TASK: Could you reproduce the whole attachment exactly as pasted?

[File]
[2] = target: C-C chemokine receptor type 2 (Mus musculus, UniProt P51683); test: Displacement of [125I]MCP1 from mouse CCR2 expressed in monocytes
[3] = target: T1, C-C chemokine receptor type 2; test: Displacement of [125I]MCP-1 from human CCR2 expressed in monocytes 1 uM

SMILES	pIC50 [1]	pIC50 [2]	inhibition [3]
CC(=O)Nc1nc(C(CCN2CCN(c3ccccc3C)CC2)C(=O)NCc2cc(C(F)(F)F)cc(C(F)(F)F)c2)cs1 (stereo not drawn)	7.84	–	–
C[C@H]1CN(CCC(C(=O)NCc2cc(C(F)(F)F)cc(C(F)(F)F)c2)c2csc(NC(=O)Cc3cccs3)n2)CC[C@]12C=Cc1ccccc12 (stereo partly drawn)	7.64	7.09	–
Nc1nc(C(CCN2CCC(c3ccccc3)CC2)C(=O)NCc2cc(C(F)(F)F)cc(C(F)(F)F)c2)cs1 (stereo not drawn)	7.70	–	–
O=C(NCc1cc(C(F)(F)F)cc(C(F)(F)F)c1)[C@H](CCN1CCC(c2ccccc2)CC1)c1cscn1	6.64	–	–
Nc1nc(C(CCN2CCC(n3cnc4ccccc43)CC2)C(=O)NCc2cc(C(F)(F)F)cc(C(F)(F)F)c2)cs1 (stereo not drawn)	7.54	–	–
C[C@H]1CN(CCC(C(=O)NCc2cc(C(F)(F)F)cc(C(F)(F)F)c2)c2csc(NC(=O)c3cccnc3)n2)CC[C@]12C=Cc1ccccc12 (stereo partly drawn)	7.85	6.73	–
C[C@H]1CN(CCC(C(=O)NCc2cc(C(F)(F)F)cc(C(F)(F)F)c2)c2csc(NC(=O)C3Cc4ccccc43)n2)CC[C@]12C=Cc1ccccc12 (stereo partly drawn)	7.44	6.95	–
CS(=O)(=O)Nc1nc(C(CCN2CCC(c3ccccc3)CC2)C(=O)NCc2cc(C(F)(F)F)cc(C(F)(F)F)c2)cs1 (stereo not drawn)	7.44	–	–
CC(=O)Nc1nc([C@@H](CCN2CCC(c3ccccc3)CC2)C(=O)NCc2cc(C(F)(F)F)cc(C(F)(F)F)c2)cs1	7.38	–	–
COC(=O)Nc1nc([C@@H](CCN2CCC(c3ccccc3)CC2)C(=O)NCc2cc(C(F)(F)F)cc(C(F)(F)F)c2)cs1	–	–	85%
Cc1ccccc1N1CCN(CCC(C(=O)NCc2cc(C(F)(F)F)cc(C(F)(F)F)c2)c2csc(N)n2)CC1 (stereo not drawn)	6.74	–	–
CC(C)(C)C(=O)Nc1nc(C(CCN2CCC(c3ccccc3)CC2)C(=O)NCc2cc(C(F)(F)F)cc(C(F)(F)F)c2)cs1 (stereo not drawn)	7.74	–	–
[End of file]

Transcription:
[2] = target: C-C chemokine receptor type 2 (Mus musculus, UniProt P51683); test: Displacement of [125I]MCP1 from mouse CCR2 expressed in monocytes
[3] = target: T1, C-C chemokine receptor type 2; test: Displacement of [125I]MCP-1 from human CCR2 expressed in monocytes 1 uM

SMILES	pIC50 [1]	pIC50 [2]	inhibition [3]
CC(=O)Nc1nc(C(CCN2CCN(c3ccccc3C)CC2)C(=O)NCc2cc(C(F)(F)F)cc(C(F)(F)F)c2)cs1 (stereo not drawn)	7.84	–	–
C[C@H]1CN(CCC(C(=O)NCc2cc(C(F)(F)F)cc(C(F)(F)F)c2)c2csc(NC(=O)Cc3cccs3)n2)CC[C@]12C=Cc1ccccc12 (stereo partly drawn)	7.64	7.09	–
Nc1nc(C(CCN2CCC(c3ccccc3)CC2)C(=O)NCc2cc(C(F)(F)F)cc(C(F)(F)F)c2)cs1 (stereo not drawn)	7.70	–	–
O=C(NCc1cc(C(F)(F)F)cc(C(F)(F)F)c1)[C@H](CCN1CCC(c2ccccc2)CC1)c1cscn1	6.64	–	–
Nc1nc(C(CCN2CCC(n3cnc4ccccc43)CC2)C(=O)NCc2cc(C(F)(F)F)cc(C(F)(F)F)c2)cs1 (stereo not drawn)	7.54	–	–
C[C@H]1CN(CCC(C(=O)NCc2cc(C(F)(F)F)cc(C(F)(F)F)c2)c2csc(NC(=O)c3cccnc3)n2)CC[C@]12C=Cc1ccccc12 (stereo partly drawn)	7.85	6.73	–
C[C@H]1CN(CCC(C(=O)NCc2cc(C(F)(F)F)cc(C(F)(F)F)c2)c2csc(NC(=O)C3Cc4ccccc43)n2)CC[C@]12C=Cc1ccccc12 (stereo partly drawn)	7.44	6.95	–
CS(=O)(=O)Nc1nc(C(CCN2CCC(c3ccccc3)CC2)C(=O)NCc2cc(C(F)(F)F)cc(C(F)(F)F)c2)cs1 (stereo not drawn)	7.44	–	–
CC(=O)Nc1nc([C@@H](CCN2CCC(c3ccccc3)CC2)C(=O)NCc2cc(C(F)(F)F)cc(C(F)(F)F)c2)cs1	7.38	–	–
COC(=O)Nc1nc([C@@H](CCN2CCC(c3ccccc3)CC2)C(=O)NCc2cc(C(F)(F)F)cc(C(F)(F)F)c2)cs1	–	–	85%
Cc1ccccc1N1CCN(CCC(C(=O)NCc2cc(C(F)(F)F)cc(C(F)(F)F)c2)c2csc(N)n2)CC1 (stereo not drawn)	6.74	–	–
CC(C)(C)C(=O)Nc1nc(C(CCN2CCC(c3ccccc3)CC2)C(=O)NCc2cc(C(F)(F)F)cc(C(F)(F)F)c2)cs1 (stereo not drawn)	7.74	–	–